February 27, 2014; Adviser & Source

Budget deliberations in exurban Washington Township, Michigan—about 30 miles north of Detroit—are unlikely to garner national media coverage, but pending decisions by local officials there about how federal funds are distributed to local nonprofits typify appropriations activities across America.

This past month, local nonprofit organizations made their cases for consideration of Community Development Block Grant (CDBG) funds distributed by the township for 2014. As in just about every other eligible municipality in the U.S. for the past 40 years, the County of Macomb, where Washington is located, receives CDBG funds through the U.S. Department of Housing and Urban Development to promote community development.

Those funds are used for a range of activities that benefit low- and moderate-income individuals, or prevent or eliminate urban blight. Part of those funds is designated for nonprofits that apply for them each year, with the rest used on government capital projects. This year, according to the local Advisor & Source newspaper, the township will receive a total allocation of $115,000 from the county for its own projects, as well as what it grants out.

The paper goes on to describe the various nonprofit spokespeople who showed up at the Township’s February 19th board meeting, illustrating how much local governments outsource human and community services to private nonprofit agencies, and how much federal funding is distributed by local public officials.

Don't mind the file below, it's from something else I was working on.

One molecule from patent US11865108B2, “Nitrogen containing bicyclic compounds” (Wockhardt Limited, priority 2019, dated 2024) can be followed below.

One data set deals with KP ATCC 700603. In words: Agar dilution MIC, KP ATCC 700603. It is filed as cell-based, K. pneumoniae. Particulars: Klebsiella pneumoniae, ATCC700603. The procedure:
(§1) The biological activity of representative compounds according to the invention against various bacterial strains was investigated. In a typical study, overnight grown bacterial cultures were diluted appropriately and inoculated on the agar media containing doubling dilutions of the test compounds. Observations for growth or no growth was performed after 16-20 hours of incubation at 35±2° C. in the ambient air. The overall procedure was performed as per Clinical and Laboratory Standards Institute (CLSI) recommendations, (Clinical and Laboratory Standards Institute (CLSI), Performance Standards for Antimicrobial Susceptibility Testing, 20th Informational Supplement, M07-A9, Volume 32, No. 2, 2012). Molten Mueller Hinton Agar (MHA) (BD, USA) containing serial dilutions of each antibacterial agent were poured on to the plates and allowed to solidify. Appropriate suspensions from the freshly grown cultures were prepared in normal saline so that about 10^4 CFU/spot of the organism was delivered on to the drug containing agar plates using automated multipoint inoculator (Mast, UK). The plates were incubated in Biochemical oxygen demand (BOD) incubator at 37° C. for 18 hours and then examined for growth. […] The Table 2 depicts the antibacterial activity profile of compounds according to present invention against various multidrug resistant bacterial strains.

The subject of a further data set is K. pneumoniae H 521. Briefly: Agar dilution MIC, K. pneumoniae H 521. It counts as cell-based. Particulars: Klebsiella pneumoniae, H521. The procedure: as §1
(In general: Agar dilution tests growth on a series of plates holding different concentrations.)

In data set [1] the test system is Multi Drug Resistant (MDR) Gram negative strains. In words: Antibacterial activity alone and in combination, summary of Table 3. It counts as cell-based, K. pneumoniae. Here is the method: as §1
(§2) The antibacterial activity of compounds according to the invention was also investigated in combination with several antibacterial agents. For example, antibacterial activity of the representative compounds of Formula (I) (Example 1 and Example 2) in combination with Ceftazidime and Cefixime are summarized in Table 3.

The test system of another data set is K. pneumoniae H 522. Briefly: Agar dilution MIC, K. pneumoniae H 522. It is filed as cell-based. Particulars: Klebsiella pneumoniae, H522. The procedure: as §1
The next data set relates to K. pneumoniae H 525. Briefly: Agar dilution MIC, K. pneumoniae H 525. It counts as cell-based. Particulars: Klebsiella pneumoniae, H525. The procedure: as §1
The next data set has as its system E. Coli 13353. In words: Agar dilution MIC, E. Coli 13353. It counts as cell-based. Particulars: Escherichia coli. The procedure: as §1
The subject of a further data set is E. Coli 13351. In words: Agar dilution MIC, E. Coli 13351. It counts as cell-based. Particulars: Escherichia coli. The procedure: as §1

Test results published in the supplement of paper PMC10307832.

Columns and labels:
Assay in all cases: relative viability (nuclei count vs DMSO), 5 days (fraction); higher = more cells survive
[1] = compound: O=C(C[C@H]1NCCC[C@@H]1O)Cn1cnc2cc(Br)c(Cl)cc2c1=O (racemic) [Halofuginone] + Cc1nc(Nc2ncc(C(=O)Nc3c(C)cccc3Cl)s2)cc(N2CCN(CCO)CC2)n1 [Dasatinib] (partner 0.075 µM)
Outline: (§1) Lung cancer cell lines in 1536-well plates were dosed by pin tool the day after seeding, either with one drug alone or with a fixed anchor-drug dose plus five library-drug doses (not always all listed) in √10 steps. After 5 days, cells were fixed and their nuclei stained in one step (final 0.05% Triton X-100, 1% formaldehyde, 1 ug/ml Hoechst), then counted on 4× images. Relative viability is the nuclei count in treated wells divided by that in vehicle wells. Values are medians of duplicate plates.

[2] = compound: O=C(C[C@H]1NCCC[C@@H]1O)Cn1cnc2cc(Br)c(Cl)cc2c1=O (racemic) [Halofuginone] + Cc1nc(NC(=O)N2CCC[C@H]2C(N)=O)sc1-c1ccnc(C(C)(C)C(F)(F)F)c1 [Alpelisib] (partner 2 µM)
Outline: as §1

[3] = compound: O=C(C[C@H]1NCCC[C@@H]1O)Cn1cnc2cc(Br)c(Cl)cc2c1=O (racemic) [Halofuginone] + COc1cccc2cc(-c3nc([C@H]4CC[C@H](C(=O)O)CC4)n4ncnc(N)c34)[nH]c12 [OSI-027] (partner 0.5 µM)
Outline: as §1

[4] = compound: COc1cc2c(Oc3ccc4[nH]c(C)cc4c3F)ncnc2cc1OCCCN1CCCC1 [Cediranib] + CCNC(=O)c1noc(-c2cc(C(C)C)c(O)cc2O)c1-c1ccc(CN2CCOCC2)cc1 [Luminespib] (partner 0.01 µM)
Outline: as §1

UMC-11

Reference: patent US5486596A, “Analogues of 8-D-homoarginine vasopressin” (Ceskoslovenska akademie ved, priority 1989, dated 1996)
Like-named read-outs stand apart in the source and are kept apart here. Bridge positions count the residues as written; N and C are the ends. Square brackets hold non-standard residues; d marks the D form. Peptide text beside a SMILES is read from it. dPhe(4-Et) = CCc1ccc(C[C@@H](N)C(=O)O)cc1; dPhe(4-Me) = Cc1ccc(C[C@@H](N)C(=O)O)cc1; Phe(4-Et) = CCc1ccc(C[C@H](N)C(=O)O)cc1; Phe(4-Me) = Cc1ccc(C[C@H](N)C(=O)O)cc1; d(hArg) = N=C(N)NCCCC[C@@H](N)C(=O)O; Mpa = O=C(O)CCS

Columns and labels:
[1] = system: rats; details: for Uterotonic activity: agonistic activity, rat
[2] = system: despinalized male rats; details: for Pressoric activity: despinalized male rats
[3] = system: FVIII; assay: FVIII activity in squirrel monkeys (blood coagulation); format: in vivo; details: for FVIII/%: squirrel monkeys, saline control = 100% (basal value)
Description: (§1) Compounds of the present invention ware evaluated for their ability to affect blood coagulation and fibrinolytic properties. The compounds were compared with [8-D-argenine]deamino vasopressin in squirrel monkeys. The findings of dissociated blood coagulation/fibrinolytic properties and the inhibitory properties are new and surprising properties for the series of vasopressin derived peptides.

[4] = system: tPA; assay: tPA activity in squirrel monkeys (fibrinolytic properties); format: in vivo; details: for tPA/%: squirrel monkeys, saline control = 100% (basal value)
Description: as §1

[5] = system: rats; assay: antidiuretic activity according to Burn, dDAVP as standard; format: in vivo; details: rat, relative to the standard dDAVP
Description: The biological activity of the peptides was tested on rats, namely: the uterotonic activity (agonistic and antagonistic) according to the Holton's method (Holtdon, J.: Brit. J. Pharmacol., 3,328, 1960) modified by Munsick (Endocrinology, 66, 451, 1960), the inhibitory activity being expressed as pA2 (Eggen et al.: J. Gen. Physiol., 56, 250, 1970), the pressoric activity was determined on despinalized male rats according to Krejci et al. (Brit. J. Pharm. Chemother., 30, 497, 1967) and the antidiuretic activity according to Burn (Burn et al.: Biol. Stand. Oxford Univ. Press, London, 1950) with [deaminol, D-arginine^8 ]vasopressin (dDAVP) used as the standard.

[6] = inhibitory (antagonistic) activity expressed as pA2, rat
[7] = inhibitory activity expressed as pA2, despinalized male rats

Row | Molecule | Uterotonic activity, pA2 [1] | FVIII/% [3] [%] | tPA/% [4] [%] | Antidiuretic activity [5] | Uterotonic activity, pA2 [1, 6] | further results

Among the presenters are groups like those you might find in any community in America:

  • Wigs 4 Kids in St. Clair Shores, which provides handmade wigs for children with cancer.
  • Care House of Macomb County, which offers crisis counseling, trauma therapy, parent and child support groups, and child abuse prevention training.
  • Starkweather Art Center, which submitted a request to help restore its vintage 1860 building.
  • Hope Center Food Pantry, a food bank.
  • Samaritan House, which offers basic needs services to low-income families with children.

The Township board formed a committee to review the applications and make recommendations. It’s a process being repeated annually in municipalities as small as Washington and as large as New York City. Despite the differences in size, one thing remains the same in all these communities: the critical importance of nonprofit leaders making a clear and compelling argument for support and funding in front of local elected officials.—Larry Kaplan